Squirrels can be a problem all year long but slow down in the winter. In colder climates, that may mean spending more time huddled in their nests and relying on food that they’ve hidden away. It may also mean that squirrels attempt to find ways into your home or property as a means of staying warm.
Squirrels can wriggle their way into your home through the chimney, holes in siding or foundations, utility line connections and other weak areas in the perimeter of your home. Even if they slow down, these invasive pests are a loud and destructive problem for homeowners. Squirrels, like all rodents, are vectors for disease and can quickly turn an environment unhealthy.
What do squirrels look like?
Most squirrels have rounded ears, slender bodies, and big, bushy tails. Common colors include brown, gray and reddish brown, but there are some with the genetic mutation of albinism which causes their fur to be completely white.
There are over 200 species of squirrels in the world, so colors and hues vary. The eastern gray squirrel, southern fox squirrel and the American red squirrel or the most popular varieties you’re likely to encounter.
What do squirrels eat?
Squirrels are rodents which means their front teeth never stop growing. They must continually gnaw on things to keep their teeth filed down and are known to nibble on tree bark, twigs, and branches. Squirrels particularly love hickory and oak trees.
Foods they eat include fruits, vegetables, seeds, and nuts. These animals also love flower bulbs, and they will root around on the ground looking for them. These rodents will dig holes looking for these food items, but they also dig holes for other reasons. Sometimes, when people see squirrels digging in their yard they will wonder: “Do squirrels eat grass?” The answer is that they might but usually do not eat grass.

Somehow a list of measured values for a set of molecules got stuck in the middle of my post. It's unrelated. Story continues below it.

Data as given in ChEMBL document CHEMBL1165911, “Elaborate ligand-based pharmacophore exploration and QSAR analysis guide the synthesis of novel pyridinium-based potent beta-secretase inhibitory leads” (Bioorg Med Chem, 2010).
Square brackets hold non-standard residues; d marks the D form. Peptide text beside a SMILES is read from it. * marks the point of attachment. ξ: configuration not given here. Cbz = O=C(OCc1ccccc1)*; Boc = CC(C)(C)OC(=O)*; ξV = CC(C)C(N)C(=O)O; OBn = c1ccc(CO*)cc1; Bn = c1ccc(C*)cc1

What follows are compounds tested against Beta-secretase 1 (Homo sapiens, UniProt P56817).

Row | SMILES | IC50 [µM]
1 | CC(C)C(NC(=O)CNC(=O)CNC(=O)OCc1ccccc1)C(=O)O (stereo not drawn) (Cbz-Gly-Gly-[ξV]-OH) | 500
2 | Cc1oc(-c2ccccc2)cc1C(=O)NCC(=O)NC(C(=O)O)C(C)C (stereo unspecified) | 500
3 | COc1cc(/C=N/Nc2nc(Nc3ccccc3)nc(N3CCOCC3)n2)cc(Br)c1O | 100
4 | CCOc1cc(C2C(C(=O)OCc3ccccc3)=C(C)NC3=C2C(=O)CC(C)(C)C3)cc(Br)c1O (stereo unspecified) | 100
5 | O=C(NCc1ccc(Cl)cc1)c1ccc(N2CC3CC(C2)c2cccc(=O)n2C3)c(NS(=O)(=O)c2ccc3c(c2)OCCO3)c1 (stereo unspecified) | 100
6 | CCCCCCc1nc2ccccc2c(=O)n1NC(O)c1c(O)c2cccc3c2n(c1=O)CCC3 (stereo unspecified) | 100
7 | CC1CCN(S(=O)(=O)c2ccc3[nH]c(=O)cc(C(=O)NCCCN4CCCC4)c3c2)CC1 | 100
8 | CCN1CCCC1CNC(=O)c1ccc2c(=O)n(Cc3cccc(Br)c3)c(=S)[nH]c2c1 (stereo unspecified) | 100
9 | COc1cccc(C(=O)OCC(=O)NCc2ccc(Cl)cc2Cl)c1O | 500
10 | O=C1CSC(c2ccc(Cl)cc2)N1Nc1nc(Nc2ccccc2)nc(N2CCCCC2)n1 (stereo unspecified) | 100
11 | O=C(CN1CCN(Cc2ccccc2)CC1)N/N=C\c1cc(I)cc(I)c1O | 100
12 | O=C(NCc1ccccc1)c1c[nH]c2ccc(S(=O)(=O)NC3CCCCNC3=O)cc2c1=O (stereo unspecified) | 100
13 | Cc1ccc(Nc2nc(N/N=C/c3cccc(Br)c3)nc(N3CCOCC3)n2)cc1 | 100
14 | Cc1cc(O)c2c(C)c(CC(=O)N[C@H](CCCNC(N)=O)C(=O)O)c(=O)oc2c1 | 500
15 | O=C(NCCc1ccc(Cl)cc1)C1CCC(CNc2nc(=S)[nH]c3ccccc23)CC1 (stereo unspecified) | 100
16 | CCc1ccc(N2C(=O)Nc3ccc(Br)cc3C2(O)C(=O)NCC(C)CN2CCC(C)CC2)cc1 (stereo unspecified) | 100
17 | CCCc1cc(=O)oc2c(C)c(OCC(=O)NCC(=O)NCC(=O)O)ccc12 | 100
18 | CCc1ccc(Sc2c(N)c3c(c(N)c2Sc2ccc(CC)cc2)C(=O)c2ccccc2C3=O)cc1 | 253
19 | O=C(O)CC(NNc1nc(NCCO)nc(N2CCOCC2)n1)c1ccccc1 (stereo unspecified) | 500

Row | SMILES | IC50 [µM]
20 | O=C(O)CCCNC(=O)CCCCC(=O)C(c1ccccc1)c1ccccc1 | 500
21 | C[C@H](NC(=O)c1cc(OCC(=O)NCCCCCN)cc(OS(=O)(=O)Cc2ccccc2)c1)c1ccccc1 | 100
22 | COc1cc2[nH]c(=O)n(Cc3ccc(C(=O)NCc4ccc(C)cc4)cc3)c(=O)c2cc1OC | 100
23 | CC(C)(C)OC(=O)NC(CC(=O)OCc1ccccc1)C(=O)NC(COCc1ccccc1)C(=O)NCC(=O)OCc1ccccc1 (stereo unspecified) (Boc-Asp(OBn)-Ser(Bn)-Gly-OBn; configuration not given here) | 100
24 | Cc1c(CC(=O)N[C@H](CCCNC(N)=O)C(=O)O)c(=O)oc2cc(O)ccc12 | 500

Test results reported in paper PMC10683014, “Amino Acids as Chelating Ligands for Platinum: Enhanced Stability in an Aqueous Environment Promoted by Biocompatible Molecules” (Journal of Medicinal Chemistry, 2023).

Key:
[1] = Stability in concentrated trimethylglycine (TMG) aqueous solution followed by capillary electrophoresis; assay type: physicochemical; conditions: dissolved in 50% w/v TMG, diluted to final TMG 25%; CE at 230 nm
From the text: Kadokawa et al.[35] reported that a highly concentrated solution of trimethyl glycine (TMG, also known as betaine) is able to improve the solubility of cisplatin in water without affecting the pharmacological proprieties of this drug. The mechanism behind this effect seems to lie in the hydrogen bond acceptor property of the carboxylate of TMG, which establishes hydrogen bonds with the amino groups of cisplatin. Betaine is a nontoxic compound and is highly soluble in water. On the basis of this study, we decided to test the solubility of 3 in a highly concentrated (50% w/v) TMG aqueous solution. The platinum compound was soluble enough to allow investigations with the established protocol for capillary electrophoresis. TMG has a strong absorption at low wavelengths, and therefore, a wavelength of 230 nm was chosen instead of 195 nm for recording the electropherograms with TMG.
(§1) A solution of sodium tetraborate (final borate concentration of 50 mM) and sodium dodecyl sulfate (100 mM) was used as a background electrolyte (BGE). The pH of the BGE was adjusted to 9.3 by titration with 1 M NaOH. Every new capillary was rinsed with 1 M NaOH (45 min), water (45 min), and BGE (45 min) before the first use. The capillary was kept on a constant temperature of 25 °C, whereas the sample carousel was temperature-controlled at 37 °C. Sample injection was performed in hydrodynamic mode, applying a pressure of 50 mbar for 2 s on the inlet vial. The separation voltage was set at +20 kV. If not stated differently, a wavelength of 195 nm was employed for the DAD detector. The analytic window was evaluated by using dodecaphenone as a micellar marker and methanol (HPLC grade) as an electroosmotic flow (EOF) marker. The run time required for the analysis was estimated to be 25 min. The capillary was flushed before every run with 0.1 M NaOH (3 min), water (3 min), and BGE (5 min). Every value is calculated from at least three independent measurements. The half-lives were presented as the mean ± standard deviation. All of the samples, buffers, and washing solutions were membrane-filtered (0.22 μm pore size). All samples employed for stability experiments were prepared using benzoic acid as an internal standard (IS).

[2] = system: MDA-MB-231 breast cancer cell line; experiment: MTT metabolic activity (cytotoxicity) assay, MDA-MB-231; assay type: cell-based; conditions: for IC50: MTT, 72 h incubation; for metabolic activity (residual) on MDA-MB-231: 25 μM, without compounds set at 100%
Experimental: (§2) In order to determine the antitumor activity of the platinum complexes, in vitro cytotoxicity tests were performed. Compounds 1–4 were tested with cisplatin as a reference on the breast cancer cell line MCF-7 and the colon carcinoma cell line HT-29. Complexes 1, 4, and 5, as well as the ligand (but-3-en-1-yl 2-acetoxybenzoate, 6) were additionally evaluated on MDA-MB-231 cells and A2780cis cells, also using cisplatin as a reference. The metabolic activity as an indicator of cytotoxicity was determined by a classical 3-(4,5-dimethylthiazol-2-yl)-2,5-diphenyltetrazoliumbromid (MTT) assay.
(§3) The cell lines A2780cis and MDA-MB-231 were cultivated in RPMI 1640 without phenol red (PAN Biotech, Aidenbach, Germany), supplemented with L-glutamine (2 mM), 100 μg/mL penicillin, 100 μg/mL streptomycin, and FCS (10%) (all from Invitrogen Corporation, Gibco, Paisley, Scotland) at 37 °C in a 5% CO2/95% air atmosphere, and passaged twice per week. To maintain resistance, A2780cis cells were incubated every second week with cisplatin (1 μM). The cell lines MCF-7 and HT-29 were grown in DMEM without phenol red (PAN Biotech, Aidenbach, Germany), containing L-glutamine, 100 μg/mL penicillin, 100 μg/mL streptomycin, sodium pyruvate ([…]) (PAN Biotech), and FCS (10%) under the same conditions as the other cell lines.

Why do squirrels dig holes?
Do squirrels burrow for the winter? No, they prefer the safety of tree top nests. As mentioned above, squirrels dig in the ground to look for food such as roots and flower bulbs. They also cache winter reserves in some of the quarter-sized holes they dig, but other squirrel holes are decoys to trick other animals. Regardless of their purpose, a squirrel digging holes all over your yard can be a true nuisance.
5 Ways to Keep Squirrels out of Your home and Yard
Although these mammals can be entertaining to watch, most homeowners don’t want squirrels digging in the yard tearing up their lawn or eating from their gardens. Here are a few tips to keep squirrels and other wildlife out of your home and yard:
- Seal entry points: Inspect your home for holes along the foundation and damaged shingles or siding. Squirrels can wriggle their way into your home through these openings and make nests inside.
- Keep branches cut back from your home: These rodents will use overhanging tendrils and branches as a way to get onto your roof to access possible entry points.
- Defend your garden: If you’ve had a problem with these animals eating your produce, it might be a good idea to build a fence around your garden. Use a wire mesh with no more than a ½ inch square mesh so they are unable to squeeze through. It may also help to build a top to go over your garden so they can’t climb over the fence.
- Remove food sources: Seal garbage cans, move bird feeders, feed pets indoors and cover compost. If you’re planting trees, don’t plant nut or acorn producers. Don’t attract squirrels unnecessarily.
- Repel them: There are numerous squirrel repellents you can buy. Dogs and cats are also great at keeping squirrels out of your yard.
Gregory is on call, winter and every season
No matter what season it is, you don’t want squirrels or other pests in your home or business. If you are having trouble with squirrels on your property and can’t seem to shake them, it may be time to contact a professional. Gregory specializes in effective removal and prevention of squirrels from your home, business, or property. Let the pros take care of dangerous wildlife when it gets too close!